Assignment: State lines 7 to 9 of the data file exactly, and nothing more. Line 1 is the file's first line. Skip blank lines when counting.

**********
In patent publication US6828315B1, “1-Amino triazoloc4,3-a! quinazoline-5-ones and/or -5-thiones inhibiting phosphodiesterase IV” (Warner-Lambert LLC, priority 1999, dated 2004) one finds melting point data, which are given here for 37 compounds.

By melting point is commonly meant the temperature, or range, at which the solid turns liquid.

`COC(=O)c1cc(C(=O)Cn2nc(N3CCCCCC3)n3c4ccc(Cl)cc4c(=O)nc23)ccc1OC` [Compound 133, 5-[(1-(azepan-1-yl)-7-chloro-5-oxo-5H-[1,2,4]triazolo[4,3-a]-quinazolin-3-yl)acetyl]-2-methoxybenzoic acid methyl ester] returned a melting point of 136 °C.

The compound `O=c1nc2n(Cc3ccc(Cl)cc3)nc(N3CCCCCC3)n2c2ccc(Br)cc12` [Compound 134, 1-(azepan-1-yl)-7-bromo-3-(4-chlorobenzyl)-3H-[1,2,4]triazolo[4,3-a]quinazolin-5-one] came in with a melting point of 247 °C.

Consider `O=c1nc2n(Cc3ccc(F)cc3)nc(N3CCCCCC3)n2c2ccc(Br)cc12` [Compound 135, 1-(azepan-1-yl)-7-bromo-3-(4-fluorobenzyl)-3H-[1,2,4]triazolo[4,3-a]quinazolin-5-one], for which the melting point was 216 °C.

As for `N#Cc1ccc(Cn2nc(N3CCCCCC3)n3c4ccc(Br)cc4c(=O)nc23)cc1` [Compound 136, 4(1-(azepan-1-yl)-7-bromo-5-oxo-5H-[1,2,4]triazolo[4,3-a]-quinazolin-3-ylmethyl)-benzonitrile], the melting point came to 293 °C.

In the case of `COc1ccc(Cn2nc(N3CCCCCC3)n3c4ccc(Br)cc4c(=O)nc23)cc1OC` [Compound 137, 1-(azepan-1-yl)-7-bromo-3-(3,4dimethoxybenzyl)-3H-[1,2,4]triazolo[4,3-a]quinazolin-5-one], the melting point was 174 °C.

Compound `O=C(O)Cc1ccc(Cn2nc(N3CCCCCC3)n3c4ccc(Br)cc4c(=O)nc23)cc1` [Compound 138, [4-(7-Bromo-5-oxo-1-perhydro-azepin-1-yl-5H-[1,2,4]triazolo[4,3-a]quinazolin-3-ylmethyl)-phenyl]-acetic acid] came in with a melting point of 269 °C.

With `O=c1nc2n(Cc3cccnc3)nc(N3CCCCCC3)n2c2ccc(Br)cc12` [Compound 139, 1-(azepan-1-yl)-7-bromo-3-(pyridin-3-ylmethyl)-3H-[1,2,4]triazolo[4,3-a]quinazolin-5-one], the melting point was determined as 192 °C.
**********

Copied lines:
In the case of `COc1ccc(Cn2nc(N3CCCCCC3)n3c4ccc(Br)cc4c(=O)nc23)cc1OC` [Compound 137, 1-(azepan-1-yl)-7-bromo-3-(3,4dimethoxybenzyl)-3H-[1,2,4]triazolo[4,3-a]quinazolin-5-one], the melting point was 174 °C.

Compound `O=C(O)Cc1ccc(Cn2nc(N3CCCCCC3)n3c4ccc(Br)cc4c(=O)nc23)cc1` [Compound 138, [4-(7-Bromo-5-oxo-1-perhydro-azepin-1-yl-5H-[1,2,4]triazolo[4,3-a]quinazolin-3-ylmethyl)-phenyl]-acetic acid] came in with a melting point of 269 °C.

With `O=c1nc2n(Cc3cccnc3)nc(N3CCCCCC3)n2c2ccc(Br)cc12` [Compound 139, 1-(azepan-1-yl)-7-bromo-3-(pyridin-3-ylmethyl)-3H-[1,2,4]triazolo[4,3-a]quinazolin-5-one], the melting point was determined as 192 °C.